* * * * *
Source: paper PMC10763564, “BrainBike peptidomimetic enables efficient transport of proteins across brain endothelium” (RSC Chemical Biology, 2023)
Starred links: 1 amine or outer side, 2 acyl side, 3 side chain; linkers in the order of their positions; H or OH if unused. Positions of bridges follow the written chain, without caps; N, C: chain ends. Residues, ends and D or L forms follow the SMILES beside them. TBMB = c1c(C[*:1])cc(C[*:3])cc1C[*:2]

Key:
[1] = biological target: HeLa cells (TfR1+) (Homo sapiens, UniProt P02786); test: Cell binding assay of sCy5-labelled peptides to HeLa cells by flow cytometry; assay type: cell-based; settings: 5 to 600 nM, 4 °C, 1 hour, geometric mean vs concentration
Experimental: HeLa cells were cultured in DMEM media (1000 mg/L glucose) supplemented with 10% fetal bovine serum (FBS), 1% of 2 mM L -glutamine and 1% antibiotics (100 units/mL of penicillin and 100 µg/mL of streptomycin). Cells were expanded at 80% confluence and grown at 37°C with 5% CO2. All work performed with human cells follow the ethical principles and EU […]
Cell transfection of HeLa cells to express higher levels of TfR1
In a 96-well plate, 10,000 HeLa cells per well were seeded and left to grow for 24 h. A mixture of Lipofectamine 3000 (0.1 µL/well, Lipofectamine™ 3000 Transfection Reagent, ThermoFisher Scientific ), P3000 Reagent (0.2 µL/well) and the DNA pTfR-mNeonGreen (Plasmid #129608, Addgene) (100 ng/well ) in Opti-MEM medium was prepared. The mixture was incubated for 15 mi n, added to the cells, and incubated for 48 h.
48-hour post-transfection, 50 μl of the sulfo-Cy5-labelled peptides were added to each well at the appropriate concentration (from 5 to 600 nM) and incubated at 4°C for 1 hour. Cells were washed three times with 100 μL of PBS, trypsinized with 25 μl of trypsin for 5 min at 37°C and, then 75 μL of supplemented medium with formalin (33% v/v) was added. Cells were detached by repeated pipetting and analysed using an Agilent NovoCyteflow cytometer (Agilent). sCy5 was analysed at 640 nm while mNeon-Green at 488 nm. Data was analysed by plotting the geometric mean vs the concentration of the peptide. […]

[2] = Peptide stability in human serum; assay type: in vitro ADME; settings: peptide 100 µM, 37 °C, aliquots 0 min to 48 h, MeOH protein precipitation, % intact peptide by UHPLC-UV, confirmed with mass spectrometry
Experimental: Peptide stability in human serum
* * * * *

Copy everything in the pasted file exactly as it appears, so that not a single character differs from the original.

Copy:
Source: paper PMC10763564, “BrainBike peptidomimetic enables efficient transport of proteins across brain endothelium” (RSC Chemical Biology, 2023)
Starred links: 1 amine or outer side, 2 acyl side, 3 side chain; linkers in the order of their positions; H or OH if unused. Positions of bridges follow the written chain, without caps; N, C: chain ends. Residues, ends and D or L forms follow the SMILES beside them. TBMB = c1c(C[*:1])cc(C[*:3])cc1C[*:2]

Key:
[1] = biological target: HeLa cells (TfR1+) (Homo sapiens, UniProt P02786); test: Cell binding assay of sCy5-labelled peptides to HeLa cells by flow cytometry; assay type: cell-based; settings: 5 to 600 nM, 4 °C, 1 hour, geometric mean vs concentration
Experimental: HeLa cells were cultured in DMEM media (1000 mg/L glucose) supplemented with 10% fetal bovine serum (FBS), 1% of 2 mM L -glutamine and 1% antibiotics (100 units/mL of penicillin and 100 µg/mL of streptomycin). Cells were expanded at 80% confluence and grown at 37°C with 5% CO2. All work performed with human cells follow the ethical principles and EU […]
Cell transfection of HeLa cells to express higher levels of TfR1
In a 96-well plate, 10,000 HeLa cells per well were seeded and left to grow for 24 h. A mixture of Lipofectamine 3000 (0.1 µL/well, Lipofectamine™ 3000 Transfection Reagent, ThermoFisher Scientific ), P3000 Reagent (0.2 µL/well) and the DNA pTfR-mNeonGreen (Plasmid #129608, Addgene) (100 ng/well ) in Opti-MEM medium was prepared. The mixture was incubated for 15 mi n, added to the cells, and incubated for 48 h.
48-hour post-transfection, 50 μl of the sulfo-Cy5-labelled peptides were added to each well at the appropriate concentration (from 5 to 600 nM) and incubated at 4°C for 1 hour. Cells were washed three times with 100 μL of PBS, trypsinized with 25 μl of trypsin for 5 min at 37°C and, then 75 μL of supplemented medium with formalin (33% v/v) was added. Cells were detached by repeated pipetting and analysed using an Agilent NovoCyteflow cytometer (Agilent). sCy5 was analysed at 640 nm while mNeon-Green at 488 nm. Data was analysed by plotting the geometric mean vs the concentration of the peptide. […]

[2] = Peptide stability in human serum; assay type: in vitro ADME; settings: peptide 100 µM, 37 °C, aliquots 0 min to 48 h, MeOH protein precipitation, % intact peptide by UHPLC-UV, confirmed with mass spectrometry
Experimental: Peptide stability in human serum